Saving new lives
Equipping neonatal care units for mothers and babies in Afghanistan
By Ariel Higgins-Steele with reporting by Malalai Naziri
QALA-i-NAW, Afghanistan, 21 August 2017 — When Nasiba* gave birth to her eighth child, a baby girl named Abeda, it was the first time she had delivered in a maternity ward. All her other children had been born at home.
“Because it was my eighth child I thought I would be very weak,” Nasiba said. “I heard from relatives in my village that the risk of death was high during delivery and that it was better to go to a health facility,” she added softly, as she recovered at the Badghis provincial hospital in the town of Qala-i-Naw.
In the mostly rural western province of Badghis, rates of skilled birth attendance are among the lowest in the country, at just six per cent, compared to the national average of 50 per cent. This makes it critical to get the message out to women that they should give birth in a health facility to reduce maternal and newborn deaths.
Spreading the word
There are critical windows of opportunity for mothers and babies to receive maternal and neonatal health care. They include four recommended intermittent visits during pregnancy, giving birth attended by a medical professional, and at least two post-natal care visits. These are so health care providers can check on the health of the mother and infant, as well as pass along critical messages on healthy behaviours and danger signs.
But in the remote expanses of provinces like Badghis, it can be hard for women to access care during pregnancy and childbirth. Health facilities may be far away and difficult to reach, or women and families may not be fully aware of the risks of giving birth at home.
In some areas it can be traditions and beliefs that are barriers to women accessing health facilities — for example if there is no male family member available to accompany a woman to the health centre.
The Ministry of Public Health, and departments at provincial and district levels, are working closely with UNICEF and partners to increase awareness and knowledge about the importance of having a skilled attendant present when giving birth. Community health workers–volunteers who live in villages and are trained in basic health information and care–are instrumental in spreading the word on healthy behaviours and when it is important to seek care.
That’s how Ghoncha Gul, a 25-year-old farmer’s wife, and her family were convinced to plan ahead and have her deliver her sixth child in a hospital. When her baby boy became sick ten days later, she knew it was important to return for post-natal care.
“My baby was very sick,” Ghoncha said. “He was suffering from diarrhoea and his body temperature was cold. We made the long journey to the health facility for him because we were worried he would not survive,” said Gul, who lives in the remote Gharghaeto village in the Qala-i-Naw district of Badghis province, two hours’ walk from the provincial hospital and about half an hour by car.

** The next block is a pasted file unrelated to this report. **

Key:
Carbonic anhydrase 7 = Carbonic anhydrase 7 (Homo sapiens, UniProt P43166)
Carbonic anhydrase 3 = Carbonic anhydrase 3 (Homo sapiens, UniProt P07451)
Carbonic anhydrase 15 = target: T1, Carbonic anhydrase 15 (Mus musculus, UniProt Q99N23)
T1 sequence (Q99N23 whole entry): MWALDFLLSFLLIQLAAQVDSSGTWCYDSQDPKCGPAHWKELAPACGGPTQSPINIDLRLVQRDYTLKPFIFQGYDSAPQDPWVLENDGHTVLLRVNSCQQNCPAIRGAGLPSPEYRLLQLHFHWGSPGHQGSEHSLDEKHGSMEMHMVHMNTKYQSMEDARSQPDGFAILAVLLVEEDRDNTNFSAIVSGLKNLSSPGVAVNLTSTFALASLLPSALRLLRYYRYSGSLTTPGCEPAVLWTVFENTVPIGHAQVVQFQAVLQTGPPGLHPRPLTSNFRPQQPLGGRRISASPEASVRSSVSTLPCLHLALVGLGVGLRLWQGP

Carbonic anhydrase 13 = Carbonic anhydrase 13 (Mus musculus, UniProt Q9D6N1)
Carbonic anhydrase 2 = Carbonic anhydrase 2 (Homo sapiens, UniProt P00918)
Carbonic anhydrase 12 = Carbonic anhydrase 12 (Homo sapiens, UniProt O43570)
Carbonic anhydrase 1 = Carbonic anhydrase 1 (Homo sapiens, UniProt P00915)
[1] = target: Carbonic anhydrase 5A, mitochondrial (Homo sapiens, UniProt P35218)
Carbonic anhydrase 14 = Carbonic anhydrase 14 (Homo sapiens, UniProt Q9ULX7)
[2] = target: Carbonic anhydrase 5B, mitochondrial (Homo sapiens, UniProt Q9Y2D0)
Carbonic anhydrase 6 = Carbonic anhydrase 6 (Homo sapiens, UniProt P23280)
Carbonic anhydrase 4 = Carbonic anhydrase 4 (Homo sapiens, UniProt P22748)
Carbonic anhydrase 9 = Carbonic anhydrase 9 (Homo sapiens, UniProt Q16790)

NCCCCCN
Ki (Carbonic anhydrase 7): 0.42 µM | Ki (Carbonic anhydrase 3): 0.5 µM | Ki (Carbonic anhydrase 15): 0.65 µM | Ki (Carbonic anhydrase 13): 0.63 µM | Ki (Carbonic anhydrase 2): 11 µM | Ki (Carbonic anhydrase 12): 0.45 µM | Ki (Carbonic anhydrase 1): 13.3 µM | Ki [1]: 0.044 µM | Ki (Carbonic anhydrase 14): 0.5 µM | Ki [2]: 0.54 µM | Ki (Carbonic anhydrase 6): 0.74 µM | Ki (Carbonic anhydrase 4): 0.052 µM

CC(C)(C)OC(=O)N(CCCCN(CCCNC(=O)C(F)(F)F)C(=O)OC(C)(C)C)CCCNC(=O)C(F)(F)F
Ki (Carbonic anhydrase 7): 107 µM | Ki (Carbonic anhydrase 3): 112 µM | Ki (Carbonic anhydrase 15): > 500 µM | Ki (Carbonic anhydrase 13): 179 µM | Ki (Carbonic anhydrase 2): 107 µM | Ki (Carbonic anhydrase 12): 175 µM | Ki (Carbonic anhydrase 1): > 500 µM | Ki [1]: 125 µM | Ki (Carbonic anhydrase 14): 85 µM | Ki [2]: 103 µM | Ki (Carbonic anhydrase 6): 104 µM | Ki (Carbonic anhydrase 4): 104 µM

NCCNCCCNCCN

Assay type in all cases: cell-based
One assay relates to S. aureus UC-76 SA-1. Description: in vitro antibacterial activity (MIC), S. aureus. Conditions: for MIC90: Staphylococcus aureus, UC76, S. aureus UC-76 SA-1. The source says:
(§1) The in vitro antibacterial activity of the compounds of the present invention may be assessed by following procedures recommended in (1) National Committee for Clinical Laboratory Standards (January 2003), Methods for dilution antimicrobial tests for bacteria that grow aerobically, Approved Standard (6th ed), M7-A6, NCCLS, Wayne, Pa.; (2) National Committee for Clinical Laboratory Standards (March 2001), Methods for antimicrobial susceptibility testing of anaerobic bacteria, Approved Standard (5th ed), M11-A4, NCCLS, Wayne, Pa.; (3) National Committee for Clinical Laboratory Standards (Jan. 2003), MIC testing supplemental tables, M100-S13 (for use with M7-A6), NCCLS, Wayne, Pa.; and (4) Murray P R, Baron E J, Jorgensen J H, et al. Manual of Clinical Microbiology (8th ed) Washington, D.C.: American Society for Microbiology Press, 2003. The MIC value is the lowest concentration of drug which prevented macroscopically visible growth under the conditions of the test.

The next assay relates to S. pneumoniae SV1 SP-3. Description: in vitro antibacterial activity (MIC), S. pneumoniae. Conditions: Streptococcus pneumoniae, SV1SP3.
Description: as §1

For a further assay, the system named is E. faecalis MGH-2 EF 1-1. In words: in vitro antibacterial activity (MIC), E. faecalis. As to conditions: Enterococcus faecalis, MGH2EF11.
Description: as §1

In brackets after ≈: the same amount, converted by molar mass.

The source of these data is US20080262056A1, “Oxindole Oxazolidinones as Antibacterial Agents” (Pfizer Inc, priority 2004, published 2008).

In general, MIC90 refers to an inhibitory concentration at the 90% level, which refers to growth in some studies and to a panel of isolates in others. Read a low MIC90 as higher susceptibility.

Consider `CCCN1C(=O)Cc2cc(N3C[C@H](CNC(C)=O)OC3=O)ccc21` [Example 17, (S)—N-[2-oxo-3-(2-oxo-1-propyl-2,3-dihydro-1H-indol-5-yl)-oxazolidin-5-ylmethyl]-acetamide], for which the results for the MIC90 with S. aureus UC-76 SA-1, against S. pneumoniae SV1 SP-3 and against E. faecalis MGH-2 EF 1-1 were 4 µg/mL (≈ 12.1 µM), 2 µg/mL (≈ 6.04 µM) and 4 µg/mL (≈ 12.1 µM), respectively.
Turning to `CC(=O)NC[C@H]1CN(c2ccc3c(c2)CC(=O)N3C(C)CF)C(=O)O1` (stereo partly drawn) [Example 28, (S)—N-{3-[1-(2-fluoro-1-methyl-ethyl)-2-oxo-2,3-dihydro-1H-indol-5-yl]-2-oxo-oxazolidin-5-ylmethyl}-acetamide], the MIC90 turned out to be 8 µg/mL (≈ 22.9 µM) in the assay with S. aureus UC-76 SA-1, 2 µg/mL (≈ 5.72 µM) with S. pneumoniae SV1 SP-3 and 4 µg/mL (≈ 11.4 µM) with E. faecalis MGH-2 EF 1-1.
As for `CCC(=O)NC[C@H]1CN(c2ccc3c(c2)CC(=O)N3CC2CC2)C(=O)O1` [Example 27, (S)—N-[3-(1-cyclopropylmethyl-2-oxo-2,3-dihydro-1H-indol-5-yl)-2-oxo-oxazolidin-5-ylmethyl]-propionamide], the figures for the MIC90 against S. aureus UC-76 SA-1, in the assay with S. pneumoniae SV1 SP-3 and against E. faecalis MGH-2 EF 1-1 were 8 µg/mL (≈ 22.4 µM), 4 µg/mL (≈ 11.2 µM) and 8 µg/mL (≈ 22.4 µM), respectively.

When Ghoncha arrived at the hospital with her baby, she was admitted to the neonatal unit where the health worker on duty gave her antibiotics and advised Ghoncha to continue breastfeeding exclusively.
“He has been getting better since the morning,” Ghoncha said, as she continued breastfeeding. “He is now taking breast milk.”
Improving conditions at health facilities
The lack of awareness about the importance of skilled-birth attendance is often compounded by budget shortages for procurement, maintenance and servicing of equipment and supplies for the so-called Essential and Basic Packages of Health Services.
So even when the messages reach the right people, the low quality of available health services remain a challenge. Clients prefer to use private health services, but this results in high out-of-pocket expenditure that few can afford.
Since 2015, UNICEF has been conducting assessments of hospitals in 10 provinces across Afghanistan to introduce specialized newborn care units. Working with national and provincial health authorities, they renovate and upgrade rooms, incubators and heaters to ensure that provincial hospitals are equipped to give quality care to all newborns, especially those who are born underweight or with complications.
A holistic approach
Being able to access good quality health services depends directly on the skills and knowledge of health care providers and the availability of equipment, supplies and standards. Most health facilities experience high staff turnover, as wages are low and there is limited job security. This leads to understaffing, with posts being vacant for long periods of time, as well as recruitment of untrained new staff.
In addition, a lack of female care providers and 24/7 health services at health facilities seriously affects women’s ability to use health services, while a lack of community transport and high costs associated with getting to a health facility add to the burden.
To address these challenges beyond providing newly equipped neonatal units and spreading the message on healthy behaviours, UNICEF and the Ministry of Public Health are working to deliver maternal and child health services through different channels in Badghis province.
Mobile health teams comprising a nurse, midwife and vaccinator visit areas that are two hours from fixed health facilities to deliver services and important messages. Meanwhile, an innovative approach to reduce out-of-pocket expenditure is being piloted, giving women who have their baby in a health facility financial incentive to cover the cost of transport.
About newborn care units
In close cooperation with the Ministry of Public Health and organizations responsible for implementing the Basic Package of Health Services in Afghanistan, UNICEF currently supports newborn care units in 10 provinces. The newborn care units are supported by generous donations from the Government of Japan.
*Names changed for anonymity